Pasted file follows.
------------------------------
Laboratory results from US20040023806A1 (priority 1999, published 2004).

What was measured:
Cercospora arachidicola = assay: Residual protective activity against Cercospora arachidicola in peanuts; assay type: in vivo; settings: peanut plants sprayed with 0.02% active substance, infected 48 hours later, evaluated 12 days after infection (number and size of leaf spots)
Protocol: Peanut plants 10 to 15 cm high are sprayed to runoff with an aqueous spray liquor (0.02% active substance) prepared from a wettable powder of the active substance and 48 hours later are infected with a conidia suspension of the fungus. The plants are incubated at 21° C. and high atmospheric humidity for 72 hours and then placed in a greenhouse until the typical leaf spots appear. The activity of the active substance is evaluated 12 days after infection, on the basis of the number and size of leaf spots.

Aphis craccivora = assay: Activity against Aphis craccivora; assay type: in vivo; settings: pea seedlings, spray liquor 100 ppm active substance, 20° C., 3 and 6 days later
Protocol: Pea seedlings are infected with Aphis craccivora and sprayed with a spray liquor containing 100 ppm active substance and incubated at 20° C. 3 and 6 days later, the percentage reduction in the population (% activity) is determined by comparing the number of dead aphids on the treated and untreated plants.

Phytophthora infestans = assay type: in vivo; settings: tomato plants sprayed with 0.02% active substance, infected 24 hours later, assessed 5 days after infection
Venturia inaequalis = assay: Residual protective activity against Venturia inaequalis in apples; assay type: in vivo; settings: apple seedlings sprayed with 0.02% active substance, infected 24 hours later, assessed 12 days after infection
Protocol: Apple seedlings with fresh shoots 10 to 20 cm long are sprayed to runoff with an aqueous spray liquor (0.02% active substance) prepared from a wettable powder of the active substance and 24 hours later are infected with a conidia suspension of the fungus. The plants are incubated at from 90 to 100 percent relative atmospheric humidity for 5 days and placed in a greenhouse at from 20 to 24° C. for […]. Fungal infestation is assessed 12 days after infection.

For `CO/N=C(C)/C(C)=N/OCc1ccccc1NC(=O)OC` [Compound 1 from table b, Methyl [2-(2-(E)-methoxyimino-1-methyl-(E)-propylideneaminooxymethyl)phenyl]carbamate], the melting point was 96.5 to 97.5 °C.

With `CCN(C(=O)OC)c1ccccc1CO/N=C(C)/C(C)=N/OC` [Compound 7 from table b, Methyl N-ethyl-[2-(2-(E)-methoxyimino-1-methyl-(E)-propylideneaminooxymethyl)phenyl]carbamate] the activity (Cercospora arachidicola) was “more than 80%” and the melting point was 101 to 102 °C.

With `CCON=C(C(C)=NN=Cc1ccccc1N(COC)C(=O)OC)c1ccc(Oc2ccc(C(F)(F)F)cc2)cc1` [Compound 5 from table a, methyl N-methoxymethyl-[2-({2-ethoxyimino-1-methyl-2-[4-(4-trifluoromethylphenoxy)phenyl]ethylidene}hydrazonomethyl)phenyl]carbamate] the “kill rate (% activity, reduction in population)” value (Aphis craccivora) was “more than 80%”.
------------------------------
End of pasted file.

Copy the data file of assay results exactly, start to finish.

Laboratory results from US20040023806A1 (priority 1999, published 2004).

What was measured:
Cercospora arachidicola = assay: Residual protective activity against Cercospora arachidicola in peanuts; assay type: in vivo; settings: peanut plants sprayed with 0.02% active substance, infected 48 hours later, evaluated 12 days after infection (number and size of leaf spots)
Protocol: Peanut plants 10 to 15 cm high are sprayed to runoff with an aqueous spray liquor (0.02% active substance) prepared from a wettable powder of the active substance and 48 hours later are infected with a conidia suspension of the fungus. The plants are incubated at 21° C. and high atmospheric humidity for 72 hours and then placed in a greenhouse until the typical leaf spots appear. The activity of the active substance is evaluated 12 days after infection, on the basis of the number and size of leaf spots.

Aphis craccivora = assay: Activity against Aphis craccivora; assay type: in vivo; settings: pea seedlings, spray liquor 100 ppm active substance, 20° C., 3 and 6 days later
Protocol: Pea seedlings are infected with Aphis craccivora and sprayed with a spray liquor containing 100 ppm active substance and incubated at 20° C. 3 and 6 days later, the percentage reduction in the population (% activity) is determined by comparing the number of dead aphids on the treated and untreated plants.

Phytophthora infestans = assay type: in vivo; settings: tomato plants sprayed with 0.02% active substance, infected 24 hours later, assessed 5 days after infection
Venturia inaequalis = assay: Residual protective activity against Venturia inaequalis in apples; assay type: in vivo; settings: apple seedlings sprayed with 0.02% active substance, infected 24 hours later, assessed 12 days after infection
Protocol: Apple seedlings with fresh shoots 10 to 20 cm long are sprayed to runoff with an aqueous spray liquor (0.02% active substance) prepared from a wettable powder of the active substance and 24 hours later are infected with a conidia suspension of the fungus. The plants are incubated at from 90 to 100 percent relative atmospheric humidity for 5 days and placed in a greenhouse at from 20 to 24° C. for […]. Fungal infestation is assessed 12 days after infection.

For `CO/N=C(C)/C(C)=N/OCc1ccccc1NC(=O)OC` [Compound 1 from table b, Methyl [2-(2-(E)-methoxyimino-1-methyl-(E)-propylideneaminooxymethyl)phenyl]carbamate], the melting point was 96.5 to 97.5 °C.

With `CCN(C(=O)OC)c1ccccc1CO/N=C(C)/C(C)=N/OC` [Compound 7 from table b, Methyl N-ethyl-[2-(2-(E)-methoxyimino-1-methyl-(E)-propylideneaminooxymethyl)phenyl]carbamate] the activity (Cercospora arachidicola) was “more than 80%” and the melting point was 101 to 102 °C.

With `CCON=C(C(C)=NN=Cc1ccccc1N(COC)C(=O)OC)c1ccc(Oc2ccc(C(F)(F)F)cc2)cc1` [Compound 5 from table a, methyl N-methoxymethyl-[2-({2-ethoxyimino-1-methyl-2-[4-(4-trifluoromethylphenoxy)phenyl]ethylidene}hydrazonomethyl)phenyl]carbamate] the “kill rate (% activity, reduction in population)” value (Aphis craccivora) was “more than 80%”.